Jane Seymour: The Haunted Queen (Six Tudor Queens #3)

Acclaimed author and historian Alison Weir continues her epic Six Tudor Queens series with this third captivating novel, which brings to life Jane Seymour, King Henry VIIIs most cherished bride and mother of his only male heir. Ever since she was a child, Jane has longed for a cloistered life as a nun. But her large noble family has other plans, and, as an adult, Jane is invited to the Kings court to serve as lady-in-waiting for Queen Katherine of Aragon. The devout Katherine shows kindness to all her ladies, almost like a second mother, which makes rumors of Henrys lustful pursuit of Anne Boleynwho is also lady-in-waiting to the queenall the more shocking. For Jane, the betrayal triggers memories of a painful incident that shaped her beliefs about marriage. But once Henry disavows Katherine and secures his new queenaltering the religious landscape of Englandhe turns his eye to another: Jane herself. Urged to return the Kings affection and earn favor for her family, Jane is drawn into ..


Jane Seymour: The Haunted Queen (Six Tudor Queens #3) Reviews

Jane Seymour: The Haunted Queen (Six Tudor Queens #3)
gem

I love Alison Weir’s books; whether they be fictional or non-fiction, AW’s research shines through and transports you back in time.

This book focuses on Jane Seymour, the famed favourite wife of Henry VII and mother of Edward.

This book offers up a fascinating insight into Jane’s family life, and the political machinations that caused her to go from would be nun to wife of the King.

I’ve read loads of books about the Tudors, but not actually a great deal about Jane Seymour (mostly Anne Boleyn or E
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Jane Seymour: The Haunted Queen (Six Tudor Queens #3)
Betty

This next book in the Six Tudor Queens series tells the story of Jane Seymour, third wife of King Henry VIII. This fictionalized tale of Jane's life begins at her childhood home of Wulfhall and, in time, we see how Jane came to serve as a maid-of-honor for the Queen—Katherine of Aragon, Henry's first wife. When she arrives, the King's pursuit of Anne Boleyn, another of Katherine's maid's-of-honor, is already well underway. Jane remains fiercely loyal to her beloved Queen Katherine, even after sh ...more

Jane Seymour: The Haunted Queen (Six Tudor Queens #3)
Lois

This is slow and boring. Weir's fiction is generally considerably worse than her non-fiction. I didn't much care for the first volume in this series about Katherine of Aragon but somewhat liked the book about Anne Boleyn. This is just a miss.

I did appreciate the portrayl of Jane as the hypocrite she was. Her treatment of Anne is callous and her attachment to Lady Mary doesn't clean that up.

Jane Seymour: The Haunted Queen (Six Tudor Queens #3)
Tammy

Well worn material, this time told from the perspective of Jane Seymour. Frankly, I found the author's note at the end of the book to be more interesting than the book itself. In the note, Weir lays out the historical reasoning for the choices she made depicting these tumultuous three years. Fascinating.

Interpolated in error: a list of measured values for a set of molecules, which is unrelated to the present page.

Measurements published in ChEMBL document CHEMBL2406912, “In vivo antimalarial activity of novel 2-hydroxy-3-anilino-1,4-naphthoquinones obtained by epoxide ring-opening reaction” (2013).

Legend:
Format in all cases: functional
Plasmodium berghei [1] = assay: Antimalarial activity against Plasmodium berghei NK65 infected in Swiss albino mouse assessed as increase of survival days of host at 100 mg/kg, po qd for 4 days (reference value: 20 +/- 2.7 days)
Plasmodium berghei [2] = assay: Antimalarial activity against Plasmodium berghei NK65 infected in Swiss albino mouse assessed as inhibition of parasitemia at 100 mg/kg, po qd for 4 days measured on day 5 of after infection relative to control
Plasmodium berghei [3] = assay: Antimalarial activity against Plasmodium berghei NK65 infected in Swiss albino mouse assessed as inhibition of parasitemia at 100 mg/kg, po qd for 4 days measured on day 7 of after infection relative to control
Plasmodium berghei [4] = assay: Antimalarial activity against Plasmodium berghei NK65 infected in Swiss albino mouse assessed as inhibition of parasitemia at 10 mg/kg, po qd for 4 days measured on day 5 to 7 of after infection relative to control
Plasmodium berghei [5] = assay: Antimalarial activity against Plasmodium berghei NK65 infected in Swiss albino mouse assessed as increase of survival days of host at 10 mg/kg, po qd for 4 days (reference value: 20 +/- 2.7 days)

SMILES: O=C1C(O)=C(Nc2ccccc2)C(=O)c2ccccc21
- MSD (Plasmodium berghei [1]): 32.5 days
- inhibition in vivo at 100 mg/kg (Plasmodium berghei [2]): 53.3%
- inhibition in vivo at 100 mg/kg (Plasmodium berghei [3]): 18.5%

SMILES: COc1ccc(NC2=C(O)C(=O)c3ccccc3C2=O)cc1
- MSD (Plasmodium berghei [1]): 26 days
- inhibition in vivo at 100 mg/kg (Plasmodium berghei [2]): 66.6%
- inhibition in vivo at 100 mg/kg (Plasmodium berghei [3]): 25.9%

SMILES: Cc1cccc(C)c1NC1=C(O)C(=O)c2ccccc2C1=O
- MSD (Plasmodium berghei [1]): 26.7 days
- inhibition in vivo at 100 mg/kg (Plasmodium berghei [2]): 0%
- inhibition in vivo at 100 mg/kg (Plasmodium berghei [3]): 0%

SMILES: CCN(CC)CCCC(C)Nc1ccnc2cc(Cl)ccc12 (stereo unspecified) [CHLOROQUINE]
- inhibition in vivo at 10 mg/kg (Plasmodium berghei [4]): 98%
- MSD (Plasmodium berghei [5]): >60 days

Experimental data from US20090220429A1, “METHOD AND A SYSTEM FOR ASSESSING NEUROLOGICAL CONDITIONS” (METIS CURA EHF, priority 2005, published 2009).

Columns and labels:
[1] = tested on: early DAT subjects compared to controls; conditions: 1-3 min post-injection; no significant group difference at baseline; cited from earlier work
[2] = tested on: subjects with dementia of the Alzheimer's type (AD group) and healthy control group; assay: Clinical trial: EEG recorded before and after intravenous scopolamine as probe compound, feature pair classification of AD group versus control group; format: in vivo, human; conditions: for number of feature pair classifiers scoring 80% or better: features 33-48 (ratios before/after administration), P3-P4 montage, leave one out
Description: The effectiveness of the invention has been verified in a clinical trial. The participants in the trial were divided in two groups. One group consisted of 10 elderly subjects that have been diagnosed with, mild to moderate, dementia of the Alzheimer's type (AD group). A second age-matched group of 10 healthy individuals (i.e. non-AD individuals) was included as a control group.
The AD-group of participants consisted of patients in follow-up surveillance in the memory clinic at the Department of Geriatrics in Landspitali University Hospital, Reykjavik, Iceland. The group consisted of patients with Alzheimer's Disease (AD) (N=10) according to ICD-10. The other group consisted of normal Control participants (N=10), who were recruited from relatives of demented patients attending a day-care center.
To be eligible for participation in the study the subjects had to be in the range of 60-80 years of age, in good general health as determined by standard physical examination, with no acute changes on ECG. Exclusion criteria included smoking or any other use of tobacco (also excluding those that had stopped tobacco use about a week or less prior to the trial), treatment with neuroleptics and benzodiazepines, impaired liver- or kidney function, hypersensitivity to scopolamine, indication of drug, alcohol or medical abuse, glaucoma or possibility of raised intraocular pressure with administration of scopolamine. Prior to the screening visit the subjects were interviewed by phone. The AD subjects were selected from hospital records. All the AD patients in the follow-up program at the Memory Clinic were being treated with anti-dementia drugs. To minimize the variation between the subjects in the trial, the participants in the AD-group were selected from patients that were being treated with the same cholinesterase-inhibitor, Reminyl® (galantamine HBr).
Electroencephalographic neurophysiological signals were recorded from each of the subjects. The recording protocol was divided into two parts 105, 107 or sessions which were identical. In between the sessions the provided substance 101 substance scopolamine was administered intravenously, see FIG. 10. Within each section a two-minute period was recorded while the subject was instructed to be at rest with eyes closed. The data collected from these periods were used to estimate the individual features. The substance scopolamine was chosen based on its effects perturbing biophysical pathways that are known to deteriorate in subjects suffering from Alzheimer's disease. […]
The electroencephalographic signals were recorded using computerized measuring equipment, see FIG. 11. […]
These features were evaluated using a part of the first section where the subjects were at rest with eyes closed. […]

Jane Seymour: The Haunted Queen (Six Tudor Queens #3)
Scarlett

Thanks to NetGalley and Random House for an Advance Reader Copy!

I definitely liked this book the most of Alison Weir's Six Tudor Queens series so far. I had one or two small disagreements with her opinions on Katherine of Aragon, and then had A LOT of disagreements about her portrayal of Anne Boleyn, but it seems we finally found some common ground with Jane Seymour.

There is very little known about Jane, and she left very few letters or records of her life behind. Because so much speculation is
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Jane Seymour: The Haunted Queen (Six Tudor Queens #3)
Angela

The problem is, with Jane, that she is just not the most compelling character. For one, there is very little known of her personality, she had practically no known correspondence, and she was in the public eye for a very short time.

This shows forth in this novelization in that she takes most of her cues from those around her. The only interest to originate from Jane herself is that she felt a calling to join the religious life. However, once within an abbey, she quickly realizes that it is not
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Jane Seymour: The Haunted Queen (Six Tudor Queens #3)
Margaret

Alison Weir can be a bit hit or miss. Some books are fantastic reads, while others plod along.

This one is one of the hits.

The reality is we know little about Jane Seymour, so this gives Ms Weir a lot of wiggle room, and wiggle she does!

She makes sense of a few snippets that standing by themselves in the tapestry of history made no sense, but woven in with others are perfectly intelligible.

Possibly the best of Ms Weir's books.

Highly recommended.

Jane Seymour: The Haunted Queen (Six Tudor Queens #3)
Hannah Greendale

The third installment of Weir's Six Tudor Queens series dedicates so many pages to recounting the reign of Katherine of Aragon and Anne Boleyn, it hardly reads like Jane Seymour's story. Nearly four hundred pages into the book, Weir finally focuses on Jane - devout and demure, haunted by the ghost of Anne Boleyn - whose tumultuous pregnancies and tearful death are the highlight of this book.

Jane was more than four months pregnant when the child first stirred within her, a little fluttering like
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